Well-designed medical studies clearly show that destroying even small implants of endometriosis can improve fertility by as much as 50%. In a large Canadian study, the monthly pregnancy rate following surgical treatment of minimal endometriosis rose from 3% to 4.5%. Although this finding represented a 50% improvement in the patients’ monthly chance of pregnancy, it does not compare very favorably with IVF pregnancy rates, which average above 30% for a single treatment cycle. Nevertheless, because treatment of endometriosis at the time of surgery does improve pregnancy rates, most surgeons will do their best to destroy endometriosis at the time of laparoscopy by using either laser or coagulation techniques. In addition to improving fertility, surgery may often eliminate or improve symptoms of dysmenorrhea and pelvic pain.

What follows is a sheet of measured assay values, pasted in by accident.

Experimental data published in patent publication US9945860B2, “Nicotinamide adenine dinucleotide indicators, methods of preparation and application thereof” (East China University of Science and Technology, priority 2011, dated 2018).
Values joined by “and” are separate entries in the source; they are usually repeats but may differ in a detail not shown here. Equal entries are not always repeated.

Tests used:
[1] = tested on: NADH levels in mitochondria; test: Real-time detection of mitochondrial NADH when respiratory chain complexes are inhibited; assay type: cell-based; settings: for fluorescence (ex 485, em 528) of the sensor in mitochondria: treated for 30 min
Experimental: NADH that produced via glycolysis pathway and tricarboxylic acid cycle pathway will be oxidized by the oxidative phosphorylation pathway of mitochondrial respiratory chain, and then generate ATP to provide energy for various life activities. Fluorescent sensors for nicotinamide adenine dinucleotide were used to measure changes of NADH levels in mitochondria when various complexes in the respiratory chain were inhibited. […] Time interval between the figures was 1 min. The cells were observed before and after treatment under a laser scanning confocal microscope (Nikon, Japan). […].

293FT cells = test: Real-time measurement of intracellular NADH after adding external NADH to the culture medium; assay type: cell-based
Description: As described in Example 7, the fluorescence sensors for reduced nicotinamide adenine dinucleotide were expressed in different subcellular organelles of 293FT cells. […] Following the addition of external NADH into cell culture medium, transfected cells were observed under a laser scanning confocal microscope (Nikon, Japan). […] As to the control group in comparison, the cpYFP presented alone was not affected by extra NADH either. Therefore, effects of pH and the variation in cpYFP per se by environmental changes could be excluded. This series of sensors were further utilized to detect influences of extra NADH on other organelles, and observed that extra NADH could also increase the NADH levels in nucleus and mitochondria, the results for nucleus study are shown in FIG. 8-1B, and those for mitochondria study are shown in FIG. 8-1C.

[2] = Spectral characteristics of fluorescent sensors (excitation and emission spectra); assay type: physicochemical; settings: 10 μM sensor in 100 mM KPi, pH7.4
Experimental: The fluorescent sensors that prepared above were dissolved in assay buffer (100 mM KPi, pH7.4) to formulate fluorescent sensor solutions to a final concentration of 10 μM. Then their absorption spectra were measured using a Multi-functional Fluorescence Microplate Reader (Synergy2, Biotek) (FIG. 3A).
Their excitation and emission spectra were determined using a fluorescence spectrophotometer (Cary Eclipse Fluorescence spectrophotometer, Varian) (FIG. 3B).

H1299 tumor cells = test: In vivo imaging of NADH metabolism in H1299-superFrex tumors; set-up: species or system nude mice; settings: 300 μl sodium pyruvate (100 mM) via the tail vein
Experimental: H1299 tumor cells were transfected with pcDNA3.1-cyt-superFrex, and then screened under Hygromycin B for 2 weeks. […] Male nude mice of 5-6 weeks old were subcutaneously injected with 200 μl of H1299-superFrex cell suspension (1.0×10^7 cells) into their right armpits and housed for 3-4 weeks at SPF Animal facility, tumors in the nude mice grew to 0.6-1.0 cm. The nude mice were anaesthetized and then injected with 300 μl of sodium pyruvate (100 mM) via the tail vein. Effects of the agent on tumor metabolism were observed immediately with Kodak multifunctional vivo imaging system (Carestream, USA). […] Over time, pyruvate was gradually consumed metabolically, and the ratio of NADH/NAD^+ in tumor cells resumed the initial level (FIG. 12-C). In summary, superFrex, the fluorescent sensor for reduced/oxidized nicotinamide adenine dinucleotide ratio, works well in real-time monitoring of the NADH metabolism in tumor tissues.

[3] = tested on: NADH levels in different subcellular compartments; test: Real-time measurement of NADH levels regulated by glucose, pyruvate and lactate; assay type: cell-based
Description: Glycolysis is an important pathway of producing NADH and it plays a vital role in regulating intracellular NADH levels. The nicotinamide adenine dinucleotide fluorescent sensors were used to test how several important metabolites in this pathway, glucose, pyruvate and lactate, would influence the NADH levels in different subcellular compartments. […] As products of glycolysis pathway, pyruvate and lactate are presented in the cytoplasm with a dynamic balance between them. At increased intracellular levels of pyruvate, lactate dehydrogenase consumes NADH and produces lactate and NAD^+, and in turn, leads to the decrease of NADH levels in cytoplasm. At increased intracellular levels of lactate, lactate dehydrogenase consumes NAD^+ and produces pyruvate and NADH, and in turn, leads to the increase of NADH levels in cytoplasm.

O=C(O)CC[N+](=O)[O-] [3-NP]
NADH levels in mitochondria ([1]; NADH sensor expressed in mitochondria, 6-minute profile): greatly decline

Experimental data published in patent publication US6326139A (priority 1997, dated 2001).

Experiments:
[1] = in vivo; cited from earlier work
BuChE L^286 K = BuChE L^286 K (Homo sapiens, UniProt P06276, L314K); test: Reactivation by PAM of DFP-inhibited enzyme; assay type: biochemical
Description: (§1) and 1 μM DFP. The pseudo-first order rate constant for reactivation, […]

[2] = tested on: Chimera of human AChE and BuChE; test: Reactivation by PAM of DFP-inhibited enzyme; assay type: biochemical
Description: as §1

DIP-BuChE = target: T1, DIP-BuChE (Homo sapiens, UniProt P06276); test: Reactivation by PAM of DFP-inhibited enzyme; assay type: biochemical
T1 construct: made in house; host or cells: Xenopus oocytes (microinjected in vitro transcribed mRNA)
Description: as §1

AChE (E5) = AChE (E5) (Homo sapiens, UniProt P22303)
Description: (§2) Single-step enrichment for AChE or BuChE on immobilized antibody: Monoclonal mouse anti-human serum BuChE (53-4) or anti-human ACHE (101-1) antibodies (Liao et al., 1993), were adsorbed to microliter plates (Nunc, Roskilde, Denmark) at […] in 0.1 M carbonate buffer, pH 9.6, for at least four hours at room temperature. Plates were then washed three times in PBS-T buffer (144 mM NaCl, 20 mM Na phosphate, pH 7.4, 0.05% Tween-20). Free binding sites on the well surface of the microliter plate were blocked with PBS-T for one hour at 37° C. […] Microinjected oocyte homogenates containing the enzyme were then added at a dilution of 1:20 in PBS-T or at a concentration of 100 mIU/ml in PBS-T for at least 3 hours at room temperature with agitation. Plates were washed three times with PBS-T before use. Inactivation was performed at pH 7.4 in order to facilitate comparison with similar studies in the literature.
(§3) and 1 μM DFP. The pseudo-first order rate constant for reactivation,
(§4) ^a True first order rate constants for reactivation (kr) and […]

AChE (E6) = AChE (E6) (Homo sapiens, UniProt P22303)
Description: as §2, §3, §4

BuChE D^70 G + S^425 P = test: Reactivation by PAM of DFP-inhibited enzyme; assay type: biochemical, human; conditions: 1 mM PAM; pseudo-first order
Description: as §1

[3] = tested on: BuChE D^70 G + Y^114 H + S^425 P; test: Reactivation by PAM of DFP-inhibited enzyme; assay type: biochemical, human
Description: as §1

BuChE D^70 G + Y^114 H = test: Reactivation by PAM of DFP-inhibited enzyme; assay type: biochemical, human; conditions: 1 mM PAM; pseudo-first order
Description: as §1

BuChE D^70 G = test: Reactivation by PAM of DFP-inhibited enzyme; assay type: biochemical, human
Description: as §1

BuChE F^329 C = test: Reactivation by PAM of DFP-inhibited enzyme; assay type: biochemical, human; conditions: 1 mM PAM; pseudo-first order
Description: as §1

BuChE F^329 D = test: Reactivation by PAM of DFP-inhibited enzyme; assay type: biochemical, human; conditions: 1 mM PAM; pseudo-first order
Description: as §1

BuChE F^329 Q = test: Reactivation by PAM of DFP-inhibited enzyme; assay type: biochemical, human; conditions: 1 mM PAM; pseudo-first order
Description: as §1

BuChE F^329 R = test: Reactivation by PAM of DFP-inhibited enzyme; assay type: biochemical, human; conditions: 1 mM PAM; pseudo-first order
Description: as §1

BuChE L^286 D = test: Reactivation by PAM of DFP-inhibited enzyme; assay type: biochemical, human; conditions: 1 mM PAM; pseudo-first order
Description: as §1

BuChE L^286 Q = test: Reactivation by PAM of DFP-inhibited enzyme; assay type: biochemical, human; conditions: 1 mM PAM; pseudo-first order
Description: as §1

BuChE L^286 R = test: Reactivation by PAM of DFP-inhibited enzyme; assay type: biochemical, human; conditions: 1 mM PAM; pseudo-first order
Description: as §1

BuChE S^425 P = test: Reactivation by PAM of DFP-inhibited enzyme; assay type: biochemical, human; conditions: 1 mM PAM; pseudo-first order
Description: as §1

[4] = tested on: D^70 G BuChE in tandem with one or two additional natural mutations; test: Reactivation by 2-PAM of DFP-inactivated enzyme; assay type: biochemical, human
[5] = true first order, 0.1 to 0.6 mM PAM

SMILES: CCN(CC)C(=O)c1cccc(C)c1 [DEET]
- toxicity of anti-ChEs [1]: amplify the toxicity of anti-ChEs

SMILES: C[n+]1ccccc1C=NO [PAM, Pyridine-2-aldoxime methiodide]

Ovarian cysts that contain endometriotic tissue may grow quite large. They are often called “chocolate cysts” because of the dark brown fluid found within them, although endometriosis cysts are more correctly referred to as endometriomas. If left untreated, these growths may destroy part or all of the normal ovarian tissue, including the eggs. Endometriomas must be surgically removed, usually via laparoscopy, as medical therapy is ineffective in the treatment of endometriomas. The ultimate choice of whether to perform a laparoscopy or laparotomy depends on the operative findings and the skill and experience of the surgeon.